Beyonce covers OUT Magazine's May Power issue. In the interview, Bey discusses her frustration about the limitations placed on women's sexuality.
There is a double standard when it comes to sexuality that still persists. Men are free and women are not. That is crazy.
For the past year, she has spoken frequently about what it means to be a woman who enjoys sex, and her self-titled album couples that exploration with her embrace of feminism.
You can be a businesswoman, a mother, an artist, and a feminist - whatever you want to be - and still be a sexual being. It's not mutually exclusive.It looks like Beyoncé isn't backing down from the "F-word," and I love her for it.
Update: More photos from the shoot have surfaced as have longer snippets from the interview!
On how she created a sexual liberation conversation with her latest album
I’d like to believe that my music opened up that conversation. There is unbelievable power in ownership, and women should own their sexuality. There is a double standard when it comes to sexuality that still persists. Men are free and women are not. That is crazy. The old lessons of submissiveness and fragility made us victims. Women are so much more than that. You can be a businesswoman, a mother, an artist, and a feminist—whatever you want to be—and still be a sexual being. It’s not mutually exclusive.
[It was] much freer than anything I’d done in the past. We really just tried to trust our instincts, embrace the moment, and keep it fun.” As an illustration she singled out the video for “Drunk in Love,” a fan favorite. “We were in Miami for Jay’s concert, and it was just the two of us, on the beach, amazing weather, and one outfit! It’s beautiful in its simplicity. If you want something to feel real and urgent, you can’t overthink it.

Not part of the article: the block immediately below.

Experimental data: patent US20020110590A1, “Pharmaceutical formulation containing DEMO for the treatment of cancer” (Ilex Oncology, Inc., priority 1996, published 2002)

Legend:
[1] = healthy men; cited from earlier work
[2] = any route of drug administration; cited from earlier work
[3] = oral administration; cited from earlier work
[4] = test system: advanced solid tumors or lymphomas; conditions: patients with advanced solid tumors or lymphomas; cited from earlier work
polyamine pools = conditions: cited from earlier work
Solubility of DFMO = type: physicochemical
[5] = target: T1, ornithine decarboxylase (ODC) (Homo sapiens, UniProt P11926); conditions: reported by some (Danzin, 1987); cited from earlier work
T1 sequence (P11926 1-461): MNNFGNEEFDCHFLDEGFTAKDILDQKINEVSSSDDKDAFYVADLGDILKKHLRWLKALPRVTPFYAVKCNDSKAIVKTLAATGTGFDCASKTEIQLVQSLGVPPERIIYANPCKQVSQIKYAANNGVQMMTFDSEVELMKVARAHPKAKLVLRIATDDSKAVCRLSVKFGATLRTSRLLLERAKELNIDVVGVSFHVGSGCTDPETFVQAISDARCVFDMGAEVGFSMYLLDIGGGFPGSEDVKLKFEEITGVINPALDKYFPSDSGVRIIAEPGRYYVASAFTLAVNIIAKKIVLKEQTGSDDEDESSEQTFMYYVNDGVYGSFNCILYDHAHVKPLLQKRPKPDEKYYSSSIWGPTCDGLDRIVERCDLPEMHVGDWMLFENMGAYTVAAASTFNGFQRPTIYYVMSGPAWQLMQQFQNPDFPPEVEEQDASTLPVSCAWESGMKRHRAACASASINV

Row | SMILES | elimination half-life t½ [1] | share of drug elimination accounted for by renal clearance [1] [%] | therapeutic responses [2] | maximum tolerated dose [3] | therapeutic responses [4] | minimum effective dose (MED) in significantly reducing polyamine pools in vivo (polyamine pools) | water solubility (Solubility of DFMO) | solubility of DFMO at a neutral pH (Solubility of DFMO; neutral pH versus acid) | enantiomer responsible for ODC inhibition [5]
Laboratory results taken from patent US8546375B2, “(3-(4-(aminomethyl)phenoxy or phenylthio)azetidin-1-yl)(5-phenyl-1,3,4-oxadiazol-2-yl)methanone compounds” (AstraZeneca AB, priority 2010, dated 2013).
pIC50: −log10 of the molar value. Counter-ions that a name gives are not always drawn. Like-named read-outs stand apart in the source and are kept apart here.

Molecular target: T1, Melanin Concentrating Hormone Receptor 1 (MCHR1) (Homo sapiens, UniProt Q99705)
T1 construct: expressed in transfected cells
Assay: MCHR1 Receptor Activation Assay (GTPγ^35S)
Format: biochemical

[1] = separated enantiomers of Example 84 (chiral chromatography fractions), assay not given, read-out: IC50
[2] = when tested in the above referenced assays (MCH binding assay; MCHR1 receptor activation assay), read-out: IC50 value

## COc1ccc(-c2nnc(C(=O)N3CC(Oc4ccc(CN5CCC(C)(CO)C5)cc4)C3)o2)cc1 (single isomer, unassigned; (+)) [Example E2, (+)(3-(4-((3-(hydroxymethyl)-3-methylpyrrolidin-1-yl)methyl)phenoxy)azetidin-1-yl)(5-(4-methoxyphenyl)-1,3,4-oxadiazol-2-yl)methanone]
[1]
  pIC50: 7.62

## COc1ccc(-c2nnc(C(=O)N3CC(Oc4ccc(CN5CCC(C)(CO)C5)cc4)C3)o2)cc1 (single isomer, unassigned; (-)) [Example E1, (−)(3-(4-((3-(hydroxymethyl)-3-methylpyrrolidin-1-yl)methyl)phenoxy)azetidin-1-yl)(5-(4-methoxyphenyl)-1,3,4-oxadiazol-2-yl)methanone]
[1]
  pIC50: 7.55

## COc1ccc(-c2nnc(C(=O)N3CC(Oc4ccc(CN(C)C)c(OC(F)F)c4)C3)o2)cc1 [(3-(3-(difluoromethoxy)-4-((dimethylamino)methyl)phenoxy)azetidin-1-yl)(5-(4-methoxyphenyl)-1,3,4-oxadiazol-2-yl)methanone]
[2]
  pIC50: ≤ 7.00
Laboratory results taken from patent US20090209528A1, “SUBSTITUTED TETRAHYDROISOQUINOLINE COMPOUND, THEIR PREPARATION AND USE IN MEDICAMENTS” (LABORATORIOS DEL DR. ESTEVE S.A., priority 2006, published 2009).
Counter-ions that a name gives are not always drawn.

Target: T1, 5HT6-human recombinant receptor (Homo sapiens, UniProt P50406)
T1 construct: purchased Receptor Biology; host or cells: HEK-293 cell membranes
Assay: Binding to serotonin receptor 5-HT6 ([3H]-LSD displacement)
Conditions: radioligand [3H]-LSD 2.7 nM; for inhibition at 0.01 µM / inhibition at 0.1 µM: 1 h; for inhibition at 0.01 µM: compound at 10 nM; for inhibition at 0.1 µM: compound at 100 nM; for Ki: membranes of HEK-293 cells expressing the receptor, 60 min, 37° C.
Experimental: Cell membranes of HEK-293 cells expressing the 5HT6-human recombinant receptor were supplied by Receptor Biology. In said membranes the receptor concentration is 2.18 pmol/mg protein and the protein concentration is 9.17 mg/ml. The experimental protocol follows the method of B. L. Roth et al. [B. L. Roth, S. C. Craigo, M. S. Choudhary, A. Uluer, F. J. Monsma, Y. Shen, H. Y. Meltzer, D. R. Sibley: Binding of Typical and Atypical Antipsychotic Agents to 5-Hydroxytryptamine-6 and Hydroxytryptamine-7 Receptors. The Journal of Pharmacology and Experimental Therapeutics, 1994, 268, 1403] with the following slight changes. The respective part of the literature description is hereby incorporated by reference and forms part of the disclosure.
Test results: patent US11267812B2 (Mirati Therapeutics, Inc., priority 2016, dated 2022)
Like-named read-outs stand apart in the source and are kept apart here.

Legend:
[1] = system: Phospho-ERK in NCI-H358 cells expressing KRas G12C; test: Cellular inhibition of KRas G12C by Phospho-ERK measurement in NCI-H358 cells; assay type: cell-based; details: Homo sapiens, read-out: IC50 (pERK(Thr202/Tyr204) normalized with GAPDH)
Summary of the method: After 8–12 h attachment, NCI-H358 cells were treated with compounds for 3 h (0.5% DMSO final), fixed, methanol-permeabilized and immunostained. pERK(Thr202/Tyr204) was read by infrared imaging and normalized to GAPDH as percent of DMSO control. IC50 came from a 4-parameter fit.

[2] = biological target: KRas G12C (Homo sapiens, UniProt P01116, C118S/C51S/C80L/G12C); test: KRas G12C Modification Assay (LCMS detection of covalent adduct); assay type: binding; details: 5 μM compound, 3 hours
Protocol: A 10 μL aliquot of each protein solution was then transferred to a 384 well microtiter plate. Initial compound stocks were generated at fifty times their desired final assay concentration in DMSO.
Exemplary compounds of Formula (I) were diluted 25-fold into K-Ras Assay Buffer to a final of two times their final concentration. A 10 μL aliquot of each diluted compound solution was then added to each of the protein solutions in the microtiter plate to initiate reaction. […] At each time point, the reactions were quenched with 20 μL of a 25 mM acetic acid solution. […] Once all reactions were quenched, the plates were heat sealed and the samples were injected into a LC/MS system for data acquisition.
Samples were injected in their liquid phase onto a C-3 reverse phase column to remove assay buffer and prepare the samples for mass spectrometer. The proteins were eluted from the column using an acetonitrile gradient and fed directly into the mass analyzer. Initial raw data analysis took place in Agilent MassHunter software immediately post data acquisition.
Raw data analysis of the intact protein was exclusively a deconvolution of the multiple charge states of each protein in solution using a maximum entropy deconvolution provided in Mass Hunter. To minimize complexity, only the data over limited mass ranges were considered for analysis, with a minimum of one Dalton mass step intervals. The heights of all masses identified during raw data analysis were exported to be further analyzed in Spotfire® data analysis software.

On if it was her decision to have her voice sound raw and less polished for ‘XO’
When I recorded “XO” I was sick with a bad sinus infection. I recorded it in a few minutes just as a demo and decided to keep the vocals. I lived with most of the songs for a year and never rerecorded the demo vocals. I really loved the imperfections, so I kept the original demos. I spent the time I’d normally spend on backgrounds and vocal production on getting the music perfect. There were days I spent solely on getting the perfect mix of sounds for the snare alone. Discipline, patience, control, truth, risk, and effortlessness were all things I thought about while I was putting this album together.
On if she intentionally set out to make an album that feminist as well as the LGBT community could identify with
While I am definitely conscious of all the different types of people who listen to my music, I really set out to make the most personal, honest, and best album I could make. I needed to free myself from the pressures and expectations of what I thought I should say or be, and just speak from the heart. Being that I am a woman in a male-dominated society, the feminist mentality rang true to me and became a way to personalize that struggle…But what I’m really referring to, and hoping for, is human rights and equality, not just that between a woman and a man. So I’m very happy if my words can ever inspire or empower someone who considers themselves an oppressed minority…We are all the same and we all want the same things: the right to be happy, to be just who we want to be and to love who we want to love.
via Necole Bitchie
Kimberly Foster is the Founder and Editor of COLOURES. Email or Follow @KimberlyNFoster